Council Officers Intervene To Avoid Minimum Wage Breach

town hall windows signThe Council would have broken the law if officers had not intervened to ensure workers received the minimum wage.

It’s emerged that islanders staffing the polling stations during the recent election were going to be paid below the legal minimum. Tuesday’s Policy and Resources meeting heard that the hourly rate of £5.63 had fallen below the legal minimum of  £6.31.

Elections staff emailed the former interim Chief Executive Barry Keel to warn him, but the email was unanswered. After Mr Keel left the authority, Council officers agreed to increase payments to £104 for the day, which meets the minimum wage.

Cllr David Pearson questioned the wisdom in paying staff a low rate. He told members that it wasn’t easy sitting in a polling station and asked whether the Council should pay, “what we can get away with” for workers dealing with, “a complex legal situation.”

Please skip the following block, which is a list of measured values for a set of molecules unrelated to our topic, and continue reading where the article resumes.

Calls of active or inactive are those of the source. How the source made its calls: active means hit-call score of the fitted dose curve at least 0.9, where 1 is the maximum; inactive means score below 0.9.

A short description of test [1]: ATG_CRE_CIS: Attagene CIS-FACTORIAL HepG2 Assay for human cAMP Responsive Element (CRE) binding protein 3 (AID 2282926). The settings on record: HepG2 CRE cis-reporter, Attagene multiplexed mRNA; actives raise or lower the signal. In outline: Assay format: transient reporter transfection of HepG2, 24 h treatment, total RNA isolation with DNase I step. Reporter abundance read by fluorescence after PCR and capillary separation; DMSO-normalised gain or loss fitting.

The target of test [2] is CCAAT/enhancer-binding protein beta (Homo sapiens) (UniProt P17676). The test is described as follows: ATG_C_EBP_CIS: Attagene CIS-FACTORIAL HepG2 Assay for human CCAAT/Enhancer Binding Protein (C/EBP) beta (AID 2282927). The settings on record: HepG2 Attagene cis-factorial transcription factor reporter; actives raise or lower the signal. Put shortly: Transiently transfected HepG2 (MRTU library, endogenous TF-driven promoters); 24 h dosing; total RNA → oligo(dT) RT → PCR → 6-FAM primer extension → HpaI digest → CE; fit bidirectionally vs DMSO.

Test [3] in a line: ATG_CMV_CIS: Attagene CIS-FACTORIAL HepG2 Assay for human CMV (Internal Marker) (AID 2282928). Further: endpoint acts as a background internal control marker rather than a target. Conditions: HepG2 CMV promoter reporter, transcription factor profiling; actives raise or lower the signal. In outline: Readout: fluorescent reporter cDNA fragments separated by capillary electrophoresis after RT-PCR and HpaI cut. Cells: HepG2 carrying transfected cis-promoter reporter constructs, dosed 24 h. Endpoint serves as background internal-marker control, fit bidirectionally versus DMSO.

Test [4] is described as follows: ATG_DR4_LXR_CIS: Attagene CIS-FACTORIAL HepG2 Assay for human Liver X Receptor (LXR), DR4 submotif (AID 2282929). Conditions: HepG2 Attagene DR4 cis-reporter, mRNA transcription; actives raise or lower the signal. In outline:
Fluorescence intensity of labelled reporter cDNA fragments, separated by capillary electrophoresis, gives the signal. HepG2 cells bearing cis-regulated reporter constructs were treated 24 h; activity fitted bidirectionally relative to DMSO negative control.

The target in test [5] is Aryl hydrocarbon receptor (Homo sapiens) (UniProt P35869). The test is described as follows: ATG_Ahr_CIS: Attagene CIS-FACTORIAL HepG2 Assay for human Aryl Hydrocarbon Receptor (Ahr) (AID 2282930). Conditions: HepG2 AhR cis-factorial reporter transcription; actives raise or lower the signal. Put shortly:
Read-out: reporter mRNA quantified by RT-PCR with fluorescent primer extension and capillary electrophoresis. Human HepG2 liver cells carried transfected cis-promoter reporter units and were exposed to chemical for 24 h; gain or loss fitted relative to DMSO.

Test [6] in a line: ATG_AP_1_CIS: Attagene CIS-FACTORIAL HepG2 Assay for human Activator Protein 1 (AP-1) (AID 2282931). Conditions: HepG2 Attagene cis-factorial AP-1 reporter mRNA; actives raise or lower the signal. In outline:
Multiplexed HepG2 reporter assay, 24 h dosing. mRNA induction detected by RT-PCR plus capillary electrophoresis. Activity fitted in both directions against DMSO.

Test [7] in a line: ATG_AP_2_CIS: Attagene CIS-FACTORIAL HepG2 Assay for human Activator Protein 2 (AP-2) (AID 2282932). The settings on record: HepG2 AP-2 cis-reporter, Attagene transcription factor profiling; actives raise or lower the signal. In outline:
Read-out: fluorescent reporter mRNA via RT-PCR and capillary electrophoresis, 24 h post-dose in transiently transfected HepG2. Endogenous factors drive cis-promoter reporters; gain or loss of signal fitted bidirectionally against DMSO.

But councillors were warned about payment levels last year. During a debate, they rejected a proposal to bring the hourly election rate into line with other councils.

Instead, they asked the administration officer to write another report on the matter, but that hasn’t happen because of other work pressures. This concerned Chairman Amanda Martin who suggested that staff could produce reports if they streamlined and ‘bullet-pointed’ them.

Councillors agreed to peg the polling station payment to the minimum wage in the future, so if that goes up, they won’t need to meet to discuss the amount to be paid.

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